Digital workflow solutions to help healthcare teams get more time back in their day

Staffing shortages in healthcare have organizations scrambling to find talent, automate what they can, do more with less and increase efficiency. It's a challenge that existed before the pandemic but has been much more pronounced since the pandemic began.

In a June Becker's Hospital Review webinar sponsored by ServiceNow, the company's healthcare CTO, Drew Koerner, discussed factors affecting retention and offered digital solutions to help address this enormous issue.

Four key takeaways were:

1. Healthcare is undergoing multiple changes, requiring adaptation. Several trends in the industry are putting even more pressure on healthcare workforces. These trends include more personalized medicine and patient-centric healthcare; the change in the delivery of care, with more healthcare being delivered in the home; and patient remote monitoring systems that have heightened the complexity of delivering care across systems and workflows.

To date the healthcare industry has tried to respond to these and other changes by digitizing records, digitizing front ends and using relationship management systems. While digitizing information is certainly important, these steps have created more silos and have resulted in data sitting in both digital and analog formats. These actions have only increased the demands on healthcare workers and robbed healthcare workers of time, which has increased burnout and decreased retention.

"We have to think about things differently," Mr. Koerner said, in light of the current situation. He offered three specific ways to think differently.

2. Get rid of the "stupid stuff" that clinicians have to do. COVID piled more administrative tasks than ever on physicians, nurses and other providers as they found themselves juggling more responsibilities without streamlined workflows. That friction bogs down clinicians' days and robs them of precious patient time. Automated manual processes and digitization are the keys to getting rid of some of the non-value-added laborious work that consumes too much of clinicians' time and hurts retention.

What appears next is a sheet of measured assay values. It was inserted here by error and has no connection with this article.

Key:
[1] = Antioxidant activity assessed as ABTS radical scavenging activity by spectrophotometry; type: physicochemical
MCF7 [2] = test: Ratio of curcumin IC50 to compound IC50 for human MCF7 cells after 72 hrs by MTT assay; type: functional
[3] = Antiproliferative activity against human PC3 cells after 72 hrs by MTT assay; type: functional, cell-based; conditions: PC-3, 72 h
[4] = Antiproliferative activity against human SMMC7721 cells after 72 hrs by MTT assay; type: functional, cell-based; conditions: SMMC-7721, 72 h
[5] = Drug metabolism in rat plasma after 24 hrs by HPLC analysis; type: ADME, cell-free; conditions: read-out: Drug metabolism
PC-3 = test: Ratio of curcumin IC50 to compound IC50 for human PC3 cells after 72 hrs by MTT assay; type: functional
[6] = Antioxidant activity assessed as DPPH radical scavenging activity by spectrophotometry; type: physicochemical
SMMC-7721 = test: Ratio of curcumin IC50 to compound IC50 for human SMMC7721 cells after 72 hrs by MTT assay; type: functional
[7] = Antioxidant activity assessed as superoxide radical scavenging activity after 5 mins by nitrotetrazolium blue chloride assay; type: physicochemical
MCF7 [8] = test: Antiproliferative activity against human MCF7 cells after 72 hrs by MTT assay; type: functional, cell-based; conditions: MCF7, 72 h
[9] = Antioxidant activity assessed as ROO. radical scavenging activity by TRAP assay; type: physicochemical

3. Digital, digital, digital. The key to successful digitization is to approach it from an experience standpoint, Mr. Koerner said. He described benefits of having pre-built workflows and experiences with adaptable pieces.

In becoming more digital, a transformation model would begin with stage one where things are very manual. The stages then moves along a spectrum of increasing automation and efficiency to true enterprise productivity, and in the end, the future of healthcare work.

Also, part of digital transformation is engaging in ecosystem management, which includes managing providers, suppliers, partners and vendors through a comprehensive approach to service delivery that unlocks productivity. These steps all save valuable time, which improves the working environment and will boost retention.

4. Prioritizing experience. The idea is to increase efficiency for staff and provide a better patient experience. What if, rather than calling the nurse every time, a patient in a hospital could use a digital interface to request another blanket, a room temperature change or a different sort of meal? The patient experience would be improved and the nurse might get more time back in their day. Or what if a doctor could report EMR glitches right within the interface and data automatically populated so that the IT department didn't have to have a follow-up call on the issue? "This concept around platform mentality, where they just have to go to one single place and not multiple systems, creates a simplified experience," Mr. Koerner said.

Healthcare providers today are stretched thinner than ever. But digital workflow solutions that use automation can produce better experiences for both patients and clinicians. Digital technologies can help clinicians get more time back in their day to do their main job: caring for people. Ultimately, this will help improve the quality of work and will boost retention.

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